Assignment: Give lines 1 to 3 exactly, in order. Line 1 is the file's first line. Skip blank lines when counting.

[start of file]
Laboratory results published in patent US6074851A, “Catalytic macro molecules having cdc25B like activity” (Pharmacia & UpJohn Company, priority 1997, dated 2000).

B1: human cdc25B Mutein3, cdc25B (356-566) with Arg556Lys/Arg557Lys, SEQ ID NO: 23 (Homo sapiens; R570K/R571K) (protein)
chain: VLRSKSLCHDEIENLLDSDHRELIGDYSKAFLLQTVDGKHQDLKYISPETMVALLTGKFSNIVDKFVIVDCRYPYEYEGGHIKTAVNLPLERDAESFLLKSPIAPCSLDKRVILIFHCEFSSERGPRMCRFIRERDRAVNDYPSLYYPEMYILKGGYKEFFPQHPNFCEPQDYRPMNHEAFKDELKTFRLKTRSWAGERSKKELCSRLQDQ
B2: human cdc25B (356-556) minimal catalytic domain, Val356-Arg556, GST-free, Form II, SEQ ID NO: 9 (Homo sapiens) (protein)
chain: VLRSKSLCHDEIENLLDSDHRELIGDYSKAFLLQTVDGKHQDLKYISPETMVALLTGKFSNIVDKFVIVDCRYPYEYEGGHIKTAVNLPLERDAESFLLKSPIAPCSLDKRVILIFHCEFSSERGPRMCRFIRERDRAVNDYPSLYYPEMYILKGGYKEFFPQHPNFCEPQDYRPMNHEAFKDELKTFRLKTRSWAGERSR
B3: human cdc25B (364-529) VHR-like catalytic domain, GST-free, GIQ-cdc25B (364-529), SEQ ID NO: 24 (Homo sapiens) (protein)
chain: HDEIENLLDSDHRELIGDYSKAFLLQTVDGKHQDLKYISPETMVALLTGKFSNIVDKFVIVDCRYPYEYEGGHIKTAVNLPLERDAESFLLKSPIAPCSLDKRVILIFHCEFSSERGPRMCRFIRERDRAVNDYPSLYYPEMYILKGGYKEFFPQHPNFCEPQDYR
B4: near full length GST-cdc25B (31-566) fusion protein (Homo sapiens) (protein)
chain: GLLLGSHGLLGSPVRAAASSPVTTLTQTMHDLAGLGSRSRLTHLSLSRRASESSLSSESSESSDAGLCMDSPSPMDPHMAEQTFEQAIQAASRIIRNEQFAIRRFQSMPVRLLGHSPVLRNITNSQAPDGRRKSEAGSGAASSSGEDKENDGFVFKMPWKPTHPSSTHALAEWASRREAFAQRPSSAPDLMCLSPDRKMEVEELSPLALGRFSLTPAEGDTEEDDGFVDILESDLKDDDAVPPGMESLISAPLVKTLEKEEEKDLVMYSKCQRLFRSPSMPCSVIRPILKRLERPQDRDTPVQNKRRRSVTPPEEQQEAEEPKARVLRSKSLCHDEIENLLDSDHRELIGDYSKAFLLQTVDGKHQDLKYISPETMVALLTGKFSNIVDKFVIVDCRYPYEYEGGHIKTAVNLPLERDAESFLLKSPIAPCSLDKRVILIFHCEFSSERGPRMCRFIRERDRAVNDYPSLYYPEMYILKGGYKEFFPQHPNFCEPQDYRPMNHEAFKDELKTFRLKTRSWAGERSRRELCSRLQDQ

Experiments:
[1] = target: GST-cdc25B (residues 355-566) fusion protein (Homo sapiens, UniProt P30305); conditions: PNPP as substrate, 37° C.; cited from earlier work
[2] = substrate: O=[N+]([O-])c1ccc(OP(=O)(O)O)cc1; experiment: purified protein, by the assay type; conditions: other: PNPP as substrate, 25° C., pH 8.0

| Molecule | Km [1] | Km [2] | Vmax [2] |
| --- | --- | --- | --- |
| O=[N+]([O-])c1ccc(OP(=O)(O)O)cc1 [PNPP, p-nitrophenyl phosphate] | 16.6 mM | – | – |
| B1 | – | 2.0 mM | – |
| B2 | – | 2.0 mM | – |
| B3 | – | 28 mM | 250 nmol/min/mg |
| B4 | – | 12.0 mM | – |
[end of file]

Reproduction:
Laboratory results published in patent US6074851A, “Catalytic macro molecules having cdc25B like activity” (Pharmacia & UpJohn Company, priority 1997, dated 2000).

B1: human cdc25B Mutein3, cdc25B (356-566) with Arg556Lys/Arg557Lys, SEQ ID NO: 23 (Homo sapiens; R570K/R571K) (protein)
chain: VLRSKSLCHDEIENLLDSDHRELIGDYSKAFLLQTVDGKHQDLKYISPETMVALLTGKFSNIVDKFVIVDCRYPYEYEGGHIKTAVNLPLERDAESFLLKSPIAPCSLDKRVILIFHCEFSSERGPRMCRFIRERDRAVNDYPSLYYPEMYILKGGYKEFFPQHPNFCEPQDYRPMNHEAFKDELKTFRLKTRSWAGERSKKELCSRLQDQ